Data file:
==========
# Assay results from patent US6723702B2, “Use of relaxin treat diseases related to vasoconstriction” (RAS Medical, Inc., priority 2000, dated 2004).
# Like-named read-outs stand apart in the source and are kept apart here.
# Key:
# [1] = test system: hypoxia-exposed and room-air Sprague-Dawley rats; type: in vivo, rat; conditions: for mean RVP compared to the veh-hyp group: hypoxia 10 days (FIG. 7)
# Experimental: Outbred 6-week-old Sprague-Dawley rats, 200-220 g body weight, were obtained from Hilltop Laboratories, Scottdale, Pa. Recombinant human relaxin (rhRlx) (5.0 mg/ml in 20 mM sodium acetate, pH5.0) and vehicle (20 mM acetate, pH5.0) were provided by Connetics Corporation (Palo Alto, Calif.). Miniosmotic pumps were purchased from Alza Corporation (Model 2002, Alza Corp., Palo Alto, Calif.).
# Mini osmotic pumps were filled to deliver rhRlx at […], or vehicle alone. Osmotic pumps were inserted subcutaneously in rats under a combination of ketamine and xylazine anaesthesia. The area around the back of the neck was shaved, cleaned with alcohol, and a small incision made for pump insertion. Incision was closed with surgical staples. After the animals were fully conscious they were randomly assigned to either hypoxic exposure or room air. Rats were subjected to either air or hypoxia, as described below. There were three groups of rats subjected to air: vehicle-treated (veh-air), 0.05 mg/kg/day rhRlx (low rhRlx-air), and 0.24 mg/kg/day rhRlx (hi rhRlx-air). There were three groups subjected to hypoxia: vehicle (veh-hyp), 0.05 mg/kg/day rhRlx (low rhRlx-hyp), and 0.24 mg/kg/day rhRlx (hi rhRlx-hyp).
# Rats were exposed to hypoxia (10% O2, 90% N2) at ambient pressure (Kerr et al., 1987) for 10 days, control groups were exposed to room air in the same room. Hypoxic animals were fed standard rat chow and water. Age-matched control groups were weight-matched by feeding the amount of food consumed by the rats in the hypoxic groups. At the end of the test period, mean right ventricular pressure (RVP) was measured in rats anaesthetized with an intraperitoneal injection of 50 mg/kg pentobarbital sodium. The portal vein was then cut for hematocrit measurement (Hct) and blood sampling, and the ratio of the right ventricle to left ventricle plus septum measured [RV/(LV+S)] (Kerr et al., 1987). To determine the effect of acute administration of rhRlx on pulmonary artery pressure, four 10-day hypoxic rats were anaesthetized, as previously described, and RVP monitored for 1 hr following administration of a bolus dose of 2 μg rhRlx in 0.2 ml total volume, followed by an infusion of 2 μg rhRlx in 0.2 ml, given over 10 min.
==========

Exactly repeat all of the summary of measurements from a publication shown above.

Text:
# Assay results from patent US6723702B2, “Use of relaxin treat diseases related to vasoconstriction” (RAS Medical, Inc., priority 2000, dated 2004).
# Like-named read-outs stand apart in the source and are kept apart here.
# Key:
# [1] = test system: hypoxia-exposed and room-air Sprague-Dawley rats; type: in vivo, rat; conditions: for mean RVP compared to the veh-hyp group: hypoxia 10 days (FIG. 7)
# Experimental: Outbred 6-week-old Sprague-Dawley rats, 200-220 g body weight, were obtained from Hilltop Laboratories, Scottdale, Pa. Recombinant human relaxin (rhRlx) (5.0 mg/ml in 20 mM sodium acetate, pH5.0) and vehicle (20 mM acetate, pH5.0) were provided by Connetics Corporation (Palo Alto, Calif.). Miniosmotic pumps were purchased from Alza Corporation (Model 2002, Alza Corp., Palo Alto, Calif.).
# Mini osmotic pumps were filled to deliver rhRlx at […], or vehicle alone. Osmotic pumps were inserted subcutaneously in rats under a combination of ketamine and xylazine anaesthesia. The area around the back of the neck was shaved, cleaned with alcohol, and a small incision made for pump insertion. Incision was closed with surgical staples. After the animals were fully conscious they were randomly assigned to either hypoxic exposure or room air. Rats were subjected to either air or hypoxia, as described below. There were three groups of rats subjected to air: vehicle-treated (veh-air), 0.05 mg/kg/day rhRlx (low rhRlx-air), and 0.24 mg/kg/day rhRlx (hi rhRlx-air). There were three groups subjected to hypoxia: vehicle (veh-hyp), 0.05 mg/kg/day rhRlx (low rhRlx-hyp), and 0.24 mg/kg/day rhRlx (hi rhRlx-hyp).
# Rats were exposed to hypoxia (10% O2, 90% N2) at ambient pressure (Kerr et al., 1987) for 10 days, control groups were exposed to room air in the same room. Hypoxic animals were fed standard rat chow and water. Age-matched control groups were weight-matched by feeding the amount of food consumed by the rats in the hypoxic groups. At the end of the test period, mean right ventricular pressure (RVP) was measured in rats anaesthetized with an intraperitoneal injection of 50 mg/kg pentobarbital sodium. The portal vein was then cut for hematocrit measurement (Hct) and blood sampling, and the ratio of the right ventricle to left ventricle plus septum measured [RV/(LV+S)] (Kerr et al., 1987). To determine the effect of acute administration of rhRlx on pulmonary artery pressure, four 10-day hypoxic rats were anaesthetized, as previously described, and RVP monitored for 1 hr following administration of a bolus dose of 2 μg rhRlx in 0.2 ml total volume, followed by an infusion of 2 μg rhRlx in 0.2 ml, given over 10 min.